Clayton State University’s largest Commencement day took place on Saturday, May 10, as more than 500 individuals walked across the stage in the Athletics Center to receive recognition for their masters, baccalaureate or associate degrees from their families, friends, faculty and the Clayton State administration, as represented by the University’s deans, vice presidents and, most prominently, President Dr. Thomas Hynes who, as always reminded the assembled multitudes that, “every one of our commencement ceremonies is special.”
Spring 2014 turned out to special in more than one instance. In addition to representing the largest group of Clayton State graduates to be honored on a single day, the newest members of the Clayton State Alumni Association also had the opportunity to hear not one, but two outstanding Commencement addresses.
A total of 235 graduates from the Colleges of Business and Health received their diplomas in the 9 a.m. ceremony, and heard a truly remarkable speech from the immediate past chair of the Clayton State University Foundation, Heritage Bank CEO Leonard Moreland.
The 275 graduates from the College of Arts & Sciences and Information & Mathematical Sciences attending the noon ceremony may have missed Moreland’s exhortation to take the opportunity to walk through the open door that their diplomas represent, but they were present for an equally thought-provoking presentation centering around what they wanted to be when they were 10 years old from Dana Lemon of the State Transportation Board of Georgia.
Anyone who has heard a Commencement address knows that the speakers typically exhort the graduates to look ahead to the future. And, while that was the case in both Moreland’s and Lemon’s keynotes, it’s unlikely that any of the graduates, or members of the audience, for that matter, will ever forget the thoughts of the two speakers, despite the fact that both admitted at the start of their speeches that they weren’t sure how to connect to the graduates.
It’s safe to say that those fears were groundless. Moreland, after sharing a few details of his own passage through higher education, a tale that included admitting he had failed to make either the NBA or the major leagues, spoke about diplomas, dreams, and how to fulfill them, in what could only be described as a moving speech.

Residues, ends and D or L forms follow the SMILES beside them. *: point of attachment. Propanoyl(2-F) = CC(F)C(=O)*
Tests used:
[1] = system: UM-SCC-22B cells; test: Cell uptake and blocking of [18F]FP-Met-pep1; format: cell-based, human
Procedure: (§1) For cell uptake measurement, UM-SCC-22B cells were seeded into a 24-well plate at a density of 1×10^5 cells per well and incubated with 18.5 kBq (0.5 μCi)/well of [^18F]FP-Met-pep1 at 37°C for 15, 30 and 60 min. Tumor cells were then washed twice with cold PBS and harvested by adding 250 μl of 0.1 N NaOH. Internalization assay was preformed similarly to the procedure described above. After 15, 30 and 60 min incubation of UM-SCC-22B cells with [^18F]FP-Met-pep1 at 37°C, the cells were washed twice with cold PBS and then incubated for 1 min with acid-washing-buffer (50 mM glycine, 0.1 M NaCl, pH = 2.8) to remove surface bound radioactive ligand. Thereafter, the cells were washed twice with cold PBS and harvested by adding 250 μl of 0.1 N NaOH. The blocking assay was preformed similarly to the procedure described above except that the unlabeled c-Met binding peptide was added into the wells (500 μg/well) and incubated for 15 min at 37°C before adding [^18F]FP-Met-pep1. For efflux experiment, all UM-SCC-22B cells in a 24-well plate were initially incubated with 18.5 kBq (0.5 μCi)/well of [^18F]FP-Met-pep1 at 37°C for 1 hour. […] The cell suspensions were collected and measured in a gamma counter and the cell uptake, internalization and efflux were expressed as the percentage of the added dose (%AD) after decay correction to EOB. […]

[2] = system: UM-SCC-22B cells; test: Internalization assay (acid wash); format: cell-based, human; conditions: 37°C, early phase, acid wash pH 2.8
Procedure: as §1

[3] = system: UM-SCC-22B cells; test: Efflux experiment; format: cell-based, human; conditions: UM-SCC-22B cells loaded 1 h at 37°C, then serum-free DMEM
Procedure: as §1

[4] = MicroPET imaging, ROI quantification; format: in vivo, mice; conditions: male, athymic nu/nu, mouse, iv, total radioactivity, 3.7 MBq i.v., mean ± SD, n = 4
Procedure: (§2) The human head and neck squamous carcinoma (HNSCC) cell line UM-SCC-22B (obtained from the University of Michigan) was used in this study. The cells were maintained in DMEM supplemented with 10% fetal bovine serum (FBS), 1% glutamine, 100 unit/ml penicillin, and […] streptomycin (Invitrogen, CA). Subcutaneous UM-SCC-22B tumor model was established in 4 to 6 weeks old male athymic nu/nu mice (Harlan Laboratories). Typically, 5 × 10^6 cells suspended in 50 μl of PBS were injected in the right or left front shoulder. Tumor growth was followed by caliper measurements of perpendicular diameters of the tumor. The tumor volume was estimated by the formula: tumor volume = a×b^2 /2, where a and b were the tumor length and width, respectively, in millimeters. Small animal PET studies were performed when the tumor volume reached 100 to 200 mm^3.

“There’s a common characteristic for all of us; where to look for the answers,” he said, referring first to diplomas. “Let me give you a hint… you are the answer. In the end, you did this, and no one will be able to take this away from you.
“This diploma will open a lot of doors, you have to find the doors, and risk making a mistake. Step through the door, the rewards are on the other side.”
As a long–time member of the Clayton State University Foundation, and one of the University’s most loyal supporters, Moreland knows very well that Clayton State is the place where dreams are made real. He turned to “Dreams Made Real” in his conclusion.
“I hope you will take the opportunity to step through that door,” he said. “On the other side of that door will be a community with dreams of its own. You will have the awesome opportunity to make those dreams become real, as you have made your own dreams come real.”
As noted, college graduates are typically pointed towards the future by Commencement speakers. And Lemon did indeed do that, after asking the graduates to first look back at the start of a provocative and evocative address.
“What did you want to be at age 10?” she asked. “It may be very close to what you should be doing. If you’re lucky enough to get a job that’s your dream job, it may be very close to what you wanted when you were 10.”
While the graduates were pondering those thoughts, Lemon continued by noting that, at age 10, she wanted to be a pediatrician. While her career, first in banking and second in her family business, W.D. Lemon & Sons Funeral Home, may not have exactly matched that desire, she pointed out that her success in business has allowed her to set up a foundation that benefits children, clearly another way of benefiting youth.
“You must be willing to walk away,” she explained of her decision to leave Bank of America and join the family business. “You must be fearless. Know where you are going. When it was time to start my journey, I wasn’t afraid to leave. I remembered what I wanted to be when I was 10.
“Remember what you wanted to be when you were 10.”